Support for binary extensions is an exceptional advantage of Python that is too often avoided for smaller packages with low developer resources. Binary extensions are used to achieve high performance for libraries like PyTorch, MyPy, and many thousands more. Binary extensions also allow access to a wealth of existing compiled libraries. Building your own binary extension is plagued by historically poor documentation, bad common practices, and many misconceptions. But it is actually easy to write extensions today that work seamlessly on all common developer platforms using modern libraries and continuous integration.
We will take a look at packaging a binary extension from start to finish. This starts with pybind11 for C++ bindings, providing simple, header only builds and avoiding the need for a new language or pre-processor step. We will look at scikit-build for building, providing powerful CMake based builds with library search, multithreaded builds, and more. We will use PyPA's build to produce SDists. And we will use PyPA's cibuildwheel to produce binaries for all common platforms with minimal setup and simple CI code in GitHub Actions (but trivially movable to any other CI system). We will talk about how to automate common tasks, like using GitHub's Dependabot to keep cibuildwheel up-to-date while also ensuring reproducible builds.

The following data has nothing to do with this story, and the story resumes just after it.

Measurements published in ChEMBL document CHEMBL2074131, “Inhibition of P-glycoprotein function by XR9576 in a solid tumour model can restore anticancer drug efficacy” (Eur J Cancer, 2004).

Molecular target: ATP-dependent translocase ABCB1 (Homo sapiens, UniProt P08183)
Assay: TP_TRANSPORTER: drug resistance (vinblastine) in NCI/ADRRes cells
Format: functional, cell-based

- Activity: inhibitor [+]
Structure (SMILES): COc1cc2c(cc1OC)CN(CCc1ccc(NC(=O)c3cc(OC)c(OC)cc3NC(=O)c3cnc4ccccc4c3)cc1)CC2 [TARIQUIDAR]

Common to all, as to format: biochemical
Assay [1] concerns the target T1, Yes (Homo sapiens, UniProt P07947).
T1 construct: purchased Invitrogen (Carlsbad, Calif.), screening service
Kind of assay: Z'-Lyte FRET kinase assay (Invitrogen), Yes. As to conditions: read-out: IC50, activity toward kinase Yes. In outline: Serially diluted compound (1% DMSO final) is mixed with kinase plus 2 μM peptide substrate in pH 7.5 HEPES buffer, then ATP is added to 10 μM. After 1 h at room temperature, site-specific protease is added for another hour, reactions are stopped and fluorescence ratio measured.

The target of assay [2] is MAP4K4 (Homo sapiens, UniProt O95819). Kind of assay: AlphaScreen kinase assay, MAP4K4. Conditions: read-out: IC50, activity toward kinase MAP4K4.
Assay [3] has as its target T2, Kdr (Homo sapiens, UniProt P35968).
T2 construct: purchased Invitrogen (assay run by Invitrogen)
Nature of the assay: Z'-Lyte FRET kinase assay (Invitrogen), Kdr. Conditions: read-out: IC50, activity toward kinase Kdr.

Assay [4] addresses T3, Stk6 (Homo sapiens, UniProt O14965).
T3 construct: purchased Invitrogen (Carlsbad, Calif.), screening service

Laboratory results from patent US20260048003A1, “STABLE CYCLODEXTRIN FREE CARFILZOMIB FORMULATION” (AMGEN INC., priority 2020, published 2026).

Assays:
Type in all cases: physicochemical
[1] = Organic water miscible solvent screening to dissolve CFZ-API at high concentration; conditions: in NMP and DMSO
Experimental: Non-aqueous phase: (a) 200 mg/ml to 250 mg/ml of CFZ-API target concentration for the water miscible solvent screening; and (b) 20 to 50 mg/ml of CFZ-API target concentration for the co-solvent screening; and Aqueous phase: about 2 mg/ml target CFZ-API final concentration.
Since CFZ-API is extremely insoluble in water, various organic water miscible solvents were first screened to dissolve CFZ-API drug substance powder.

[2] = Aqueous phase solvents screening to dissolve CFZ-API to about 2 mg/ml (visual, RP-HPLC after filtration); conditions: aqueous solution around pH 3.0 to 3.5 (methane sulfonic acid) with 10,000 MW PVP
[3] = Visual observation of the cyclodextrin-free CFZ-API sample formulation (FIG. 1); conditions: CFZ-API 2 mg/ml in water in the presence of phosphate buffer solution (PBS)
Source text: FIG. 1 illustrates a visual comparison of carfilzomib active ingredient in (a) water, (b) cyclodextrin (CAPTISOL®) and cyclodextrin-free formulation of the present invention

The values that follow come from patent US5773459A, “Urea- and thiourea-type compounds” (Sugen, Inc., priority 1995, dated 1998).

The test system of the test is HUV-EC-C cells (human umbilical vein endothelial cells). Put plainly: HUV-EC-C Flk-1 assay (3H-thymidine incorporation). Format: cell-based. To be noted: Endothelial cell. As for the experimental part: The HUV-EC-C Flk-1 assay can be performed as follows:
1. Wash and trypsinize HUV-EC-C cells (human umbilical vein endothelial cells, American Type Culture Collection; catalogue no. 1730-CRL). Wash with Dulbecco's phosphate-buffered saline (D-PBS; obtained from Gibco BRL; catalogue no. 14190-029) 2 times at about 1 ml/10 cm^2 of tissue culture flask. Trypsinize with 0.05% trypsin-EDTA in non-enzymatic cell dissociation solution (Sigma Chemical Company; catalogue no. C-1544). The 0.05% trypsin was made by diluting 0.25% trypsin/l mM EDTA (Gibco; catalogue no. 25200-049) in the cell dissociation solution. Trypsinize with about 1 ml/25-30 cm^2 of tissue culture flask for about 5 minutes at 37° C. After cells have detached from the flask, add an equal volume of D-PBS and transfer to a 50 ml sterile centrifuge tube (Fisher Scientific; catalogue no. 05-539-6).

After this talk, it is our hope that you will no longer shy away from using compiled code in libraries, but will feel comfortable writing extensions to accelerate or advance your libraries functionality.